Britain hikes banking levy to Â£2.5 bln
Britain said Tuesday it will increase its banking levy by £800 million ($1.3 million, 940 million euros) to £2.5 billion this year, in a surprise move that has angered the banking sector.
Finance Minister George Osborne confirmed that the levy would be made permanent as talks between the government and banks reach a crunch point over limiting executive bonuses and increasing lending to small businesses.
The move, announced by the Treasury, came amid mounting public outrage in Britain at that banks as they prepare to unveil huge bonuses, which the government has appeared powerless to curb.
"The Chancellor has announced today an increase in the rate of the bank levy to be charged in 2011. This change will increase the revenue from the levy in 2011 by £800m to £2.5 billion," the Treasury said in a statement.
Chancellor of the Exchequer Osborne, speaking on BBC Radio, said he was scrapping a lower introductory rate originally planned for this year as the banking sector was returning to health faster than expected.
Banks should make a "fair contribution" as the Conservative-Liberal Democrat coalition fights to slash a record public deficit that was inherited from the previous Labour government, he added.
"It's (about) economics and the need to make sure that the banks make a fair contribution to closing the budget deficit," Osborne told BBC Radio.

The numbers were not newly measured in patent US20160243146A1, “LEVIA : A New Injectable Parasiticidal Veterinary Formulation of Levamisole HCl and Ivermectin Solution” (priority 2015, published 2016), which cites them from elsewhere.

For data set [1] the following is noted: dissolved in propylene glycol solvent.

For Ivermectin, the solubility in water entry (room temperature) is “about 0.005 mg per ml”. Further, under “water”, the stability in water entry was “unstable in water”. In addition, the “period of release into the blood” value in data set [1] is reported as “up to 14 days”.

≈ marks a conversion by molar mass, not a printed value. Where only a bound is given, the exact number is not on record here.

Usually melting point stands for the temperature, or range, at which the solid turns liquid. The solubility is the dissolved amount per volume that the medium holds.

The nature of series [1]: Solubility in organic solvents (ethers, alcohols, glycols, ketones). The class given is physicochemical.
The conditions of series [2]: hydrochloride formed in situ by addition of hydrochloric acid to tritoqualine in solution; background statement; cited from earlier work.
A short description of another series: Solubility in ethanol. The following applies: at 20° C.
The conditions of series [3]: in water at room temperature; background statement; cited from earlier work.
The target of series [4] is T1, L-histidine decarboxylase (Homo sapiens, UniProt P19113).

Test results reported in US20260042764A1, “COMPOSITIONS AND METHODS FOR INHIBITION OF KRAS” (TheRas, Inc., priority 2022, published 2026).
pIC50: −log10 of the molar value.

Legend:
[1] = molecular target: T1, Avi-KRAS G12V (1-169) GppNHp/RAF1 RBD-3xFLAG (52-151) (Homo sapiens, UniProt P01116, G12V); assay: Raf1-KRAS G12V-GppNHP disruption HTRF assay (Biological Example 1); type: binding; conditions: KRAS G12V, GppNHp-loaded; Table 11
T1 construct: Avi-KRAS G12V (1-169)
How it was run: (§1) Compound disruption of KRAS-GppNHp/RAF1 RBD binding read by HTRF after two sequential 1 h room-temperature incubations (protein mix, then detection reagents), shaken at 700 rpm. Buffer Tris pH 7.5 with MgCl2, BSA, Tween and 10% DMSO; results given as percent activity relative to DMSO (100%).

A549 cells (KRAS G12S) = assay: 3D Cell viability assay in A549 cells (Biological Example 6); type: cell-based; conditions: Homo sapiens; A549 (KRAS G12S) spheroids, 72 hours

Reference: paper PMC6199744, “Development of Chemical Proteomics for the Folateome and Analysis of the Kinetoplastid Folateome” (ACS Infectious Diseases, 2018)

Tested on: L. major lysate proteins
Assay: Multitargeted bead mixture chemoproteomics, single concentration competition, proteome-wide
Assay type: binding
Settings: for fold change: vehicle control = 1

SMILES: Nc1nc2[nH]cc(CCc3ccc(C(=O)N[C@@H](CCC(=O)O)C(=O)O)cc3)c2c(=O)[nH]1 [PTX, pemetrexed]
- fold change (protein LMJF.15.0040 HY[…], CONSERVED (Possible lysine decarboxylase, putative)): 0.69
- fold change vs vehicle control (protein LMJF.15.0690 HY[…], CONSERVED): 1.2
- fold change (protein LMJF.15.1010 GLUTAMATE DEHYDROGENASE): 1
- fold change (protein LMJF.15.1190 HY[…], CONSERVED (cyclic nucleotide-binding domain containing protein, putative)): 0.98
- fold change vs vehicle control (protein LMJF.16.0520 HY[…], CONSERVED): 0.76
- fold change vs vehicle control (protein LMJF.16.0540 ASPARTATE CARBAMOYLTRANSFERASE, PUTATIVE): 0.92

"Because of the measure we've just announced ... there is an extra £800 million coming into the Treasury this year and I think that is a fair contribution from the banks to our economic recovery."
Osborne added that he hoped making the tax position clear would help the prospects of a breakthrough in talks with the banks.
"What really matters is if we get a measurable and significant increase in lending to small- and medium-sized businesses," he said.
"That's what people will want to look at when we conclude a deal, if we conclude a deal."
The Treasury meanwhile highlighted that the changes came after the Bank of England "noted that the near-term outlook and resilience of the UK banking sector has improved."
The move drew swift condemnation from the British Bankers' Association, and industry body which criticised finance officials for "changing the tax goalposts" at the last-minute.
"All organisations want a predictable tax regime so they can plan their businesses accordingly and constant chopping and changing risks making the UK a less attractive place for businesses to operate," the association warned.
© 2011 AFP